Our Research

Our Research

Australian Companion Animal Health Foundation (ACAHF) funds wide-ranging research for the direct benefit of companion animals. The research is primarily focused on gaining a better understanding of a basic disorder, with the aim of improving outcomes in treatment and prevention.

Over the past ten years, 65 grants (totalling $565,351) have been made. Funding rounds occur once a year and applications are assessed and ranked by an expert research committee

Any research involving animals must conform to the very strict welfare guidelines of the AVA, the National Health and Medical Research Council, and the Research Committee. ACAHF's Directors monitor all research that is carried out by the Foundation.

Grant Applications

The ACAHF grants up to $10,000 per individual project each year for research into the causes, prevention and cure of diseases in animals seen in small animal veterinary practice (primarily cats and dogs and other companion animal species).

Every year applications are sought from University Veterinary Schools and other institutions for ACAHF Research Grants. These applications are then assessed and scored by an expert Research Committee, and approved by the ACAHF Directors.

Applications for ACAHF grants open each year in early November and close on the first Monday in February.

Please see some current studies below for information on our latest grants and email us for more information.

Donate to support our research work today!

Case Studies

Dr Peter Irwin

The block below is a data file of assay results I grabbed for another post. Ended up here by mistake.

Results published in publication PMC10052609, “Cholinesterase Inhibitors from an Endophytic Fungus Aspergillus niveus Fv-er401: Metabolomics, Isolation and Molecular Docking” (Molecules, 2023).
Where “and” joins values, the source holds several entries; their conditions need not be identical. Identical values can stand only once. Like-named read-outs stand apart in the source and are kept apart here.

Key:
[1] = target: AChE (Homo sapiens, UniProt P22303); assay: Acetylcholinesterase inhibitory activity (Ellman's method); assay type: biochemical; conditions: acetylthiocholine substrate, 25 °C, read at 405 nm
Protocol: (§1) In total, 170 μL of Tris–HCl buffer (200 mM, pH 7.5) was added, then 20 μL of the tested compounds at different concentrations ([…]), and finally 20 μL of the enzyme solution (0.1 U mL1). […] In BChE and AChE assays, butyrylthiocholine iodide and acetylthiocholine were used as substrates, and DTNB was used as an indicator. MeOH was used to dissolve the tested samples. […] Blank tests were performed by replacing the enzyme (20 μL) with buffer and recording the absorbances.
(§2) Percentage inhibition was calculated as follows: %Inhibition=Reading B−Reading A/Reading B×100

Emeritus Professor at the School of Veterinary Medicine, Murdoch University

"The ACAHF is a truly wonderful resource for researchers wishing to study diseases of dogs and cats (and other companion animal species) but is one of the only funding bodies that are available. Additionally, the total pool of funds nationally is relatively small, especially when compared with the situation overseas in countries such as the UK or USA where there are much larger grants supported and available. To some extent, I think this reflects the small population in Australia too, but unfortunately, there is no government funding for research into canine and feline diseases either.."

Dr Anne Peaston

Associate Professor, Small Animal Medicine Clinical Lead, Companion Animal Health Centre School of Animal and Veterinary Sciences, The University of Adelaide

"My general area of study is basic and clinical veterinary oncology, branching out from time to time for example into haematology, and other areas. I like research work for the sense of discovering
something interesting, sometimes unexpected, and sometimes useful and letting others know about it. Some of my work funded by ACAHF over the last few years has shed light on molecular
changes in canine mast cell tumours of Australian dogs, with implications for treatment that warrant follow up research."

Dr Mark Westman

Honorary Research Affiliate, Sydney School of Veterinary Science, Faculty of Science, The University of Sydney

"Quite simply the ACAHF is one of few bodies actively supporting quality Australian research. It’s the lifeline for many research projects and many early career researchers. Personally, I am so grateful to the ACAHF for making my research goals a reality, both from financial support for specific projects as well as the moral support and encouragement that comes with a successful ACAHF grant application."

Claire Sharp

Senior Lecturer; Emergency and Critical Care, School of Veterinary Medicine, Murdoch University

"The work of ACAHF means the world to me because it not only helps fund our research but also that of other veterinary research groups around Australia. Without ACAHF funding we would not be able to continue research to improve the lives of our pets."

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